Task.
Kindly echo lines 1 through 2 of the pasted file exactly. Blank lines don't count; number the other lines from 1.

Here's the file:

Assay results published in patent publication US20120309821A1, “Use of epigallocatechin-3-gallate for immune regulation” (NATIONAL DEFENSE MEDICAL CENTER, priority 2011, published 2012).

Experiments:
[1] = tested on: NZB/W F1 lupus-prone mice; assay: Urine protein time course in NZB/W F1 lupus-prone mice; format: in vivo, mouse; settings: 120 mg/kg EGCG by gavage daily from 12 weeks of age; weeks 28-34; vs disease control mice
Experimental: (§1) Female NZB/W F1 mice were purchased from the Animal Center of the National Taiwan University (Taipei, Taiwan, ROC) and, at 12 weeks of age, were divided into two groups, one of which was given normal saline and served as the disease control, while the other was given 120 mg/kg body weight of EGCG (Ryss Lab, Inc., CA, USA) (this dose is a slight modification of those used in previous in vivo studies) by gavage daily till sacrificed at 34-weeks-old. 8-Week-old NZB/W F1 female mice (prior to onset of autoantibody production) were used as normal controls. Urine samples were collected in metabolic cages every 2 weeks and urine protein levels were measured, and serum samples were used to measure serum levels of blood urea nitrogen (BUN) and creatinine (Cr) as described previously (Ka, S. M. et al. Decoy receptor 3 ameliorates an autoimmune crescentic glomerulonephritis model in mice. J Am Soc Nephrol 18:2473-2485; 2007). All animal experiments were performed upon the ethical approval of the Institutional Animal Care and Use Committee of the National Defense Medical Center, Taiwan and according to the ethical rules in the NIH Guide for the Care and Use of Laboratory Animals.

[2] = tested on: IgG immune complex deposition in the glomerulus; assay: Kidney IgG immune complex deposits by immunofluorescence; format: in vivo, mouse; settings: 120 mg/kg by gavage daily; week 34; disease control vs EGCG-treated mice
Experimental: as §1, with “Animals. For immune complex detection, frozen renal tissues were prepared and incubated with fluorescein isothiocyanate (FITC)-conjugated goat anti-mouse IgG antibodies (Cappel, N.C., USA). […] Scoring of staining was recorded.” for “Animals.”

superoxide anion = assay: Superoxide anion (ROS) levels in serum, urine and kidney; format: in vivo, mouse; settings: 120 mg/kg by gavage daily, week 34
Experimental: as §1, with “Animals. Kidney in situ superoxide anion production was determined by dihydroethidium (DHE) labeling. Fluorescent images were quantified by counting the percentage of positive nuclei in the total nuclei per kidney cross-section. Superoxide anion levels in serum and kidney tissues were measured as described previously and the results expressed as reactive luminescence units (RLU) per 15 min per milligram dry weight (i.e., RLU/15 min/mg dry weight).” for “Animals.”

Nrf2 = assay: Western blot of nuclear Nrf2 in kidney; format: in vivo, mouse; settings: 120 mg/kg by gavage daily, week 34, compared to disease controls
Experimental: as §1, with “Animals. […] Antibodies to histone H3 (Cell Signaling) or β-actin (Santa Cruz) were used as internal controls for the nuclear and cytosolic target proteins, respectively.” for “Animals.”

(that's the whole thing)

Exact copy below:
Assay results published in patent publication US20120309821A1, “Use of epigallocatechin-3-gallate for immune regulation” (NATIONAL DEFENSE MEDICAL CENTER, priority 2011, published 2012).

Experiments: